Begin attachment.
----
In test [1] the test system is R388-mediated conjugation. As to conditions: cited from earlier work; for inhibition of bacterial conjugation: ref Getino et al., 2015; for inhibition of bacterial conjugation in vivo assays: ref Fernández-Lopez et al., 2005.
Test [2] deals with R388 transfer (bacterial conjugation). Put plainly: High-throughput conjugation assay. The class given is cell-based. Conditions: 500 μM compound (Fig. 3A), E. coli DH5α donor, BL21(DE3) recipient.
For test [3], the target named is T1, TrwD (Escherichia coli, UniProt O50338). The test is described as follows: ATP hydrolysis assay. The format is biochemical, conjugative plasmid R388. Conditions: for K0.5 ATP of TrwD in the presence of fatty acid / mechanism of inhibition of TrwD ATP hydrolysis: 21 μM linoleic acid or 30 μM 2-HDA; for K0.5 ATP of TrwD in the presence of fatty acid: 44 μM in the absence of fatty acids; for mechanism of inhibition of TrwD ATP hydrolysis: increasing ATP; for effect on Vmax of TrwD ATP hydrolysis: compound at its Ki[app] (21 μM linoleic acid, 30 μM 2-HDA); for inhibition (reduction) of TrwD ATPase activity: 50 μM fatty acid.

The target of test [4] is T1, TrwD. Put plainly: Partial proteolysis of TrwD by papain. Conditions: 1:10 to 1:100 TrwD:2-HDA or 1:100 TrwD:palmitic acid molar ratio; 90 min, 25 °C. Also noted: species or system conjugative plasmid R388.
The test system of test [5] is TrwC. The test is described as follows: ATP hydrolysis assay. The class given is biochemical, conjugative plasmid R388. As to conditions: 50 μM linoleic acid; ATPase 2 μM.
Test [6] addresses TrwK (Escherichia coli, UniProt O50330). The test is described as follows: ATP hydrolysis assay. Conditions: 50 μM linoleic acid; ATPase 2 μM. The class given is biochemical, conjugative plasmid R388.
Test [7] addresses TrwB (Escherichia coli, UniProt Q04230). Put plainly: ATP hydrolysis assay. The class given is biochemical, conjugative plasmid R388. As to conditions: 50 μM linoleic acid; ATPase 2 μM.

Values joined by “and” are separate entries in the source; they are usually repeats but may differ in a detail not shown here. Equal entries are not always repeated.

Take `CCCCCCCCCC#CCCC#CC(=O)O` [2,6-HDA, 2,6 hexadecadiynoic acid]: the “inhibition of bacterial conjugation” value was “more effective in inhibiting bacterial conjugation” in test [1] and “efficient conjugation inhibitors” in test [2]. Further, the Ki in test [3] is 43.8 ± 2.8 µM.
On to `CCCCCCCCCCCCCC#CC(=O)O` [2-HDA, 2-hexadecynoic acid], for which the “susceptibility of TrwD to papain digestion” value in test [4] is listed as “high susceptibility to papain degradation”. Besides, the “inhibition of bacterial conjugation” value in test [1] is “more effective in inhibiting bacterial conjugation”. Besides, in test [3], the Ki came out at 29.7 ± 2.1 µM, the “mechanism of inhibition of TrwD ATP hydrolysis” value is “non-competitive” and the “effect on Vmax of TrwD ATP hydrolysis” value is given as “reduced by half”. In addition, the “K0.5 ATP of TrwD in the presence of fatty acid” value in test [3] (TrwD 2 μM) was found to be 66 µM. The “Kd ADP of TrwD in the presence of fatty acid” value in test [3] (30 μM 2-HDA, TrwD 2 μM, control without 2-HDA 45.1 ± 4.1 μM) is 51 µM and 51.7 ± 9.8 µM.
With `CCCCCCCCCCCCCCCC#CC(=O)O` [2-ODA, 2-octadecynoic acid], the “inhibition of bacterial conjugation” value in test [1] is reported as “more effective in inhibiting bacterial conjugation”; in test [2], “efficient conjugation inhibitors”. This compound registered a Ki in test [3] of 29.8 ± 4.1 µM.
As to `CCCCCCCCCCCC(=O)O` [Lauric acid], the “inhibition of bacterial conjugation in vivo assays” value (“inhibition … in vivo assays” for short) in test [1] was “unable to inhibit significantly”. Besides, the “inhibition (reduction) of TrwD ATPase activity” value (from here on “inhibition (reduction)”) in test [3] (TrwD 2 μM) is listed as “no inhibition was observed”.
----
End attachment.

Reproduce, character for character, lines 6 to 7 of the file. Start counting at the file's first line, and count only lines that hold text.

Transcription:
Test [6] addresses TrwK (Escherichia coli, UniProt O50330). The test is described as follows: ATP hydrolysis assay. Conditions: 50 μM linoleic acid; ATPase 2 μM. The class given is biochemical, conjugative plasmid R388.
Test [7] addresses TrwB (Escherichia coli, UniProt Q04230). Put plainly: ATP hydrolysis assay. The class given is biochemical, conjugative plasmid R388. As to conditions: 50 μM linoleic acid; ATPase 2 μM.